Officials of the Catholic Church in China say their church is growing,
despite internal tensions that have split the church into rival
factions. Some Catholics accept the role of the Chinese government in
religious affairs, while others - members of the so-called underground
church - reject it. Mike O'Sullivan reports from Beijing, there are
efforts under way to bring the sides together.
There are five
services, or masses, each Sunday at Beijing's historic South Cathedral,
also known as the Cathedral of the Immaculate Conception. It is one of
20 official Catholic churches in the city.
Father Matthew Zhen Xuebin, secretary-general of the Catholic Church of the Beijing diocese, spoke there with reporters about the church's challenges.
says that as China grows richer, fewer young men are choosing to enter
the priesthood. He says there are 55 priests in the Beijing diocese
serving from 60,000 to 100,000 Catholics. Some priests are elderly and
others are studying abroad. The diocese has just 20 seminarians
preparing for the priesthood.
Yet this church, founded by Jesuit missionaries 400 years ago, is the center of a thriving Catholic community.
Catholics meet in secret. After the communist revolution, ties with
the Vatican in Rome were forcibly broken, and the church was placed
under a Chinese Patriotic Association.
This led to a divided
church, with some priests, bishops and laity refusing to take part in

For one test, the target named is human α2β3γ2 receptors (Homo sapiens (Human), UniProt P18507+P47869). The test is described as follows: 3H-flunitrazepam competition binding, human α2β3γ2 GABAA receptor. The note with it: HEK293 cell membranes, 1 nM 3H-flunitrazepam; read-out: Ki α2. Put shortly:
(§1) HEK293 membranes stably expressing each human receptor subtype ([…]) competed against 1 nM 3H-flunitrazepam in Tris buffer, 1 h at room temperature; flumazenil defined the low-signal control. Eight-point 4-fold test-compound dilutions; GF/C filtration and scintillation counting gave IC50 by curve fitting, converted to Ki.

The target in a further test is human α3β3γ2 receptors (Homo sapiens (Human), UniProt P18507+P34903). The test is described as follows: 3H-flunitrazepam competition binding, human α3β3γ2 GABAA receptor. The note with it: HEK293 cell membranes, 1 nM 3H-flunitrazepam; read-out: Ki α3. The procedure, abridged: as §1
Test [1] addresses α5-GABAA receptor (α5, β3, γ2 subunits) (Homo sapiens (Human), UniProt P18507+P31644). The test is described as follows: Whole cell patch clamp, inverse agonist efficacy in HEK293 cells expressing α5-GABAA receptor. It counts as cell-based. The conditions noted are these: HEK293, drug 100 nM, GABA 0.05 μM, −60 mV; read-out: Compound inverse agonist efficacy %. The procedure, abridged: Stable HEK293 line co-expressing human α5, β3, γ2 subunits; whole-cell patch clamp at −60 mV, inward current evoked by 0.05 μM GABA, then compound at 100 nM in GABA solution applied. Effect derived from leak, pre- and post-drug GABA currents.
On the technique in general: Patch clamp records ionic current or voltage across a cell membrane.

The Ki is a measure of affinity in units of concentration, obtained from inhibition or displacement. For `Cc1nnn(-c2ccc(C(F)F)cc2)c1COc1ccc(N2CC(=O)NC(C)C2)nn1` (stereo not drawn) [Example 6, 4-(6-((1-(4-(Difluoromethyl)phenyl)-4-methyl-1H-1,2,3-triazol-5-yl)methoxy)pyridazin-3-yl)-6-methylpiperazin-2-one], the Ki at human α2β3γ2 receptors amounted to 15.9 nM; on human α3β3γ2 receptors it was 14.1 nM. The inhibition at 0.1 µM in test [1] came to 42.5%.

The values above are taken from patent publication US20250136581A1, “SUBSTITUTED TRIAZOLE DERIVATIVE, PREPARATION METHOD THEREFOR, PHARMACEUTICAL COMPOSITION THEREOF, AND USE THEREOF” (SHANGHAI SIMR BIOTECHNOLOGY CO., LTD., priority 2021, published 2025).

official worship. Underground worshippers are subject to harassment or
There are five million members of the official Catholic
Church. The Vatican estimates that as many or more Catholics worship
But there have been informal contacts between Beijing
and Rome in recent years, and some leaders of the official church have
reconciled with the Vatican. In a 2007 letter, Pope Benedict urged
healing among divided Chinese Catholics, and asked the government to
resume dialogue and respect religious freedom.
diocesan official Father Zhen says the Chinese government and Vatican
have their differences. He will not talk about these issues, but says
China's Catholics are faithful to the Roman Catholic tradition.
Catholic Church, the priests, the religious [members of religious
orders] and the faithful [ordinary Catholics] are very faithful to the
Roman Catholic Church and are very faithful to the pope," said Father
Zhen. "In fact, in China I would say the Chinese Catholic Church is the
most faithful to the church and to the pope, Benedict."
interview Wednesday with Italian television, Beijing Catholic Bishop
Joseph Li Shan said relations with the Vatican are improving and that
he would welcome a papal visit to China. A Vatican official called the
invitation encouraging, but premature.
Chinese churches are prevented from active outreach, but the Beijing diocese receives 1,500 converts every year.
sisters, Li Xiaojing and Li Yajing, are university students and
practicing Catholics. Xiaojing is 21 years old and studies
communications technology. She says she comes to mass often at Beijing
South Cathedral, as she did one recent morning.
today, it is Sunday," said Xiaojing. "This is the day of our God. So I
come here. I like the atmosphere. It is very lovely."
Li Yajing, 22, studies electrical engineering, and finds solace in these Sunday services.
a student, I have a lot of stress and I feel very depressed sometimes,"
said Yajing. "But when I come to the church, I feel very happy."
Benedict said in his 2007 letter that China has only one Catholic
Church, and he urged an end to tensions, divisions and recriminations.
activities are still tightly controlled in China, and Internet Web
sites of groups that criticize China's policies on religion remain
But Catholics at this Beijing cathedral see conditions
improving and say they are hopeful that their faith, with its long
history, has a place in China's future.